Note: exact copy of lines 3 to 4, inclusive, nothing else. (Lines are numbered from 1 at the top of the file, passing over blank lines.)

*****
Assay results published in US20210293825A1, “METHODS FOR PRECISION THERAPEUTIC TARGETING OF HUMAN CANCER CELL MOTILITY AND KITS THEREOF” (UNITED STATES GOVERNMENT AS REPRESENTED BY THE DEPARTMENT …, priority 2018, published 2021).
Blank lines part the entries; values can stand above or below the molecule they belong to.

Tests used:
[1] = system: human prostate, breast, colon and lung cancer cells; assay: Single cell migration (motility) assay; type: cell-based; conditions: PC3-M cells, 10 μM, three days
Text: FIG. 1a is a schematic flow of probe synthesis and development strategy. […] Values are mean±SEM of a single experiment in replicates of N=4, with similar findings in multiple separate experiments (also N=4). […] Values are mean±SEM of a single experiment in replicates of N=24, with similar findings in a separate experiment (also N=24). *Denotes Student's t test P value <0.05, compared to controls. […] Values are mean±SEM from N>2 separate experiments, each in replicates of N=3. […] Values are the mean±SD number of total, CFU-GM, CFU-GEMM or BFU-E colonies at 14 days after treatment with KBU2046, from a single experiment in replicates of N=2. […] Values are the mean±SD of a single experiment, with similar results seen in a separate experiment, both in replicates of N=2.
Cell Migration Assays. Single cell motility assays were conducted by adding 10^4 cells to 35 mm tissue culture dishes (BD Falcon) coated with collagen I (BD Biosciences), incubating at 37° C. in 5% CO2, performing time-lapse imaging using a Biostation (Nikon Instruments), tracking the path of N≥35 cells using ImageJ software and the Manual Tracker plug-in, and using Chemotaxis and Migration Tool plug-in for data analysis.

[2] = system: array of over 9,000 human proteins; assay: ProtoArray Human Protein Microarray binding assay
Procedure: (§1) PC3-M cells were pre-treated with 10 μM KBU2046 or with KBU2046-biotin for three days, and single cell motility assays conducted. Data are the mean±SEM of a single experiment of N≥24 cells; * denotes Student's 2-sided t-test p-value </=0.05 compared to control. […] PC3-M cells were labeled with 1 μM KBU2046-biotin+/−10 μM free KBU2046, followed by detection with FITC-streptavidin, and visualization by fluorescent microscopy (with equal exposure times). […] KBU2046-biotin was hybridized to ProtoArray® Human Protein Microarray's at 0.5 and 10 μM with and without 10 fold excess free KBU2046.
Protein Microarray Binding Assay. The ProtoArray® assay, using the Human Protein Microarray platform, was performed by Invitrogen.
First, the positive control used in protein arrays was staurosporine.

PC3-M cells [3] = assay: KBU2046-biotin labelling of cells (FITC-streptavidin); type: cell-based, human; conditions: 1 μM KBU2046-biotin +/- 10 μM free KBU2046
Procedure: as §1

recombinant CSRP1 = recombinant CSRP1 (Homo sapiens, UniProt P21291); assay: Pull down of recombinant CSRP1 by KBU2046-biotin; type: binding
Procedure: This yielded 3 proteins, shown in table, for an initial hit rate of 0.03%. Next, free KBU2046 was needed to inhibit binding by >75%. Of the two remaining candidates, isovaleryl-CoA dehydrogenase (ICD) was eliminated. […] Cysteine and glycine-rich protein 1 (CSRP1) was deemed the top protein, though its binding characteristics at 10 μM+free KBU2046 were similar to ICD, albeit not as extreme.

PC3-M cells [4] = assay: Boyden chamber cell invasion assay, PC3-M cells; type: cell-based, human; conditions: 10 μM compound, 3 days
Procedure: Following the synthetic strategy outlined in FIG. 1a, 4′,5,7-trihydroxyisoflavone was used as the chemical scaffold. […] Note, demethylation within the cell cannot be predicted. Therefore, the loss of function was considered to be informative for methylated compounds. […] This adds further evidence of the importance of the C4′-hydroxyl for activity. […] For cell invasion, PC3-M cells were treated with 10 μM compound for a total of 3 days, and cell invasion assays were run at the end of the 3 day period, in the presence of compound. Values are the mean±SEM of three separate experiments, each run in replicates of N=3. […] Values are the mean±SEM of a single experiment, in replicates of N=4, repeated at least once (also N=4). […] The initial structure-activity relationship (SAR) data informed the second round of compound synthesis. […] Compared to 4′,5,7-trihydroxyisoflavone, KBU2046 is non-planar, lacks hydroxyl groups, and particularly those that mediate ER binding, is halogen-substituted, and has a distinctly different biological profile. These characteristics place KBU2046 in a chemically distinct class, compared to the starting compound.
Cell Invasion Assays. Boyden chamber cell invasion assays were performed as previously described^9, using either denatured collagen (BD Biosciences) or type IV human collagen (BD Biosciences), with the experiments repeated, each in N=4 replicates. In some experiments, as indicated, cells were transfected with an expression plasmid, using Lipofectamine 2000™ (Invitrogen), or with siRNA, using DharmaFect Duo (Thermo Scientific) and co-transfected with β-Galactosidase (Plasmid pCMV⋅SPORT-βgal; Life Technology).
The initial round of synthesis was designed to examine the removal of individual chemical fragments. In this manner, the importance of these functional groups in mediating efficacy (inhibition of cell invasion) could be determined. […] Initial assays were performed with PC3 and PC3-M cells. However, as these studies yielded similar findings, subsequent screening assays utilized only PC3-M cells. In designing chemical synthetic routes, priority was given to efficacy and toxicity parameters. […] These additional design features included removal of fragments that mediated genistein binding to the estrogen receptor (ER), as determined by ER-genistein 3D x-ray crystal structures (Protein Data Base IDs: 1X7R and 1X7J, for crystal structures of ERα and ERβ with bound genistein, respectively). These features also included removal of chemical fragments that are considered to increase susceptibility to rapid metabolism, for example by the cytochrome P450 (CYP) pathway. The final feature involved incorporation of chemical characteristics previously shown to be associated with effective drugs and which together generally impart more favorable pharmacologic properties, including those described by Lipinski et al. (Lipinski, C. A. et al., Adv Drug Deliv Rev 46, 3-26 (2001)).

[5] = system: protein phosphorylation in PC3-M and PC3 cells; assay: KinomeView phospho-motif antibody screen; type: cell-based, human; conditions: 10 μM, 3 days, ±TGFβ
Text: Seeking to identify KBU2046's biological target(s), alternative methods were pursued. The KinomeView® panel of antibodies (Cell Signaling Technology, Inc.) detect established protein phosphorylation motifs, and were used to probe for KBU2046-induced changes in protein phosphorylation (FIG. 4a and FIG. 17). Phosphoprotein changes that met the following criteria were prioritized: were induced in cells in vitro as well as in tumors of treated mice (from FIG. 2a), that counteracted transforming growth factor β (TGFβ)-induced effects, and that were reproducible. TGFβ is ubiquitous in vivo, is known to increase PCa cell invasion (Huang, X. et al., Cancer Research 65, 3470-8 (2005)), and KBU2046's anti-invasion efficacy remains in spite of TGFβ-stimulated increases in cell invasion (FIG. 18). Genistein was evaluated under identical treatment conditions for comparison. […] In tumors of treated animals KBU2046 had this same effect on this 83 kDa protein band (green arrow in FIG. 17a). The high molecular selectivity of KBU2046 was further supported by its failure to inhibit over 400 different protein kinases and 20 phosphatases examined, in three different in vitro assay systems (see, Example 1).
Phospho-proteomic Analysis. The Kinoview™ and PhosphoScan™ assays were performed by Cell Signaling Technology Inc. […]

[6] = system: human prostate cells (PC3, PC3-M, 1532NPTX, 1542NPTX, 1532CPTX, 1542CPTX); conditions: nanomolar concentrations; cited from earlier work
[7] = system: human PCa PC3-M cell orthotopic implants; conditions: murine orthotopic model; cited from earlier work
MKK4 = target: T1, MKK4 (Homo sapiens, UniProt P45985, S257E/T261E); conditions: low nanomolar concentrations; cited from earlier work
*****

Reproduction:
Tests used:
[1] = system: human prostate, breast, colon and lung cancer cells; assay: Single cell migration (motility) assay; type: cell-based; conditions: PC3-M cells, 10 μM, three days